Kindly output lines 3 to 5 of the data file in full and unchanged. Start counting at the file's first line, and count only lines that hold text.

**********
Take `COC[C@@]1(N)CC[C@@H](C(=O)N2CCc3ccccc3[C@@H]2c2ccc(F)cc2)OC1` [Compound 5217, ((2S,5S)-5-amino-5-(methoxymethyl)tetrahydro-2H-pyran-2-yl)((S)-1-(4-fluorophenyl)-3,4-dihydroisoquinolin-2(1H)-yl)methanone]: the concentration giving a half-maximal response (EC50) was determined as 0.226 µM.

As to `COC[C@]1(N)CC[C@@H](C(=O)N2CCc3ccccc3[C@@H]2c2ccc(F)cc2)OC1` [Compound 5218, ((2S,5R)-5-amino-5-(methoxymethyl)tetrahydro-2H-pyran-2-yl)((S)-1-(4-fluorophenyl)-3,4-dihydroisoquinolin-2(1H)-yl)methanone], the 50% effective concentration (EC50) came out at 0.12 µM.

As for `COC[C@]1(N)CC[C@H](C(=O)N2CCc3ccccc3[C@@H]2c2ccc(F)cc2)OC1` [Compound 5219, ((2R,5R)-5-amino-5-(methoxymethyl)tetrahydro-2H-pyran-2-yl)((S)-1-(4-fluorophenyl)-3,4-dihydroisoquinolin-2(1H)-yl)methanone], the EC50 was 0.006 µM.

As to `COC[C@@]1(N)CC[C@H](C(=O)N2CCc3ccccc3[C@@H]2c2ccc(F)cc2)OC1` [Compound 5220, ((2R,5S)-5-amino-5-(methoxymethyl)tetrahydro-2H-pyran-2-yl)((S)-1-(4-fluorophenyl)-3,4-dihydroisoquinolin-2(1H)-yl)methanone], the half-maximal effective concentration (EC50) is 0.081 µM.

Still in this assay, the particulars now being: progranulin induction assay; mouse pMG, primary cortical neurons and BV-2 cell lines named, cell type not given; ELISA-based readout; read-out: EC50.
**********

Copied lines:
As for `COC[C@]1(N)CC[C@H](C(=O)N2CCc3ccccc3[C@@H]2c2ccc(F)cc2)OC1` [Compound 5219, ((2R,5R)-5-amino-5-(methoxymethyl)tetrahydro-2H-pyran-2-yl)((S)-1-(4-fluorophenyl)-3,4-dihydroisoquinolin-2(1H)-yl)methanone], the EC50 was 0.006 µM.

As to `COC[C@@]1(N)CC[C@H](C(=O)N2CCc3ccccc3[C@@H]2c2ccc(F)cc2)OC1` [Compound 5220, ((2R,5S)-5-amino-5-(methoxymethyl)tetrahydro-2H-pyran-2-yl)((S)-1-(4-fluorophenyl)-3,4-dihydroisoquinolin-2(1H)-yl)methanone], the half-maximal effective concentration (EC50) is 0.081 µM.

Still in this assay, the particulars now being: progranulin induction assay; mouse pMG, primary cortical neurons and BV-2 cell lines named, cell type not given; ELISA-based readout; read-out: EC50.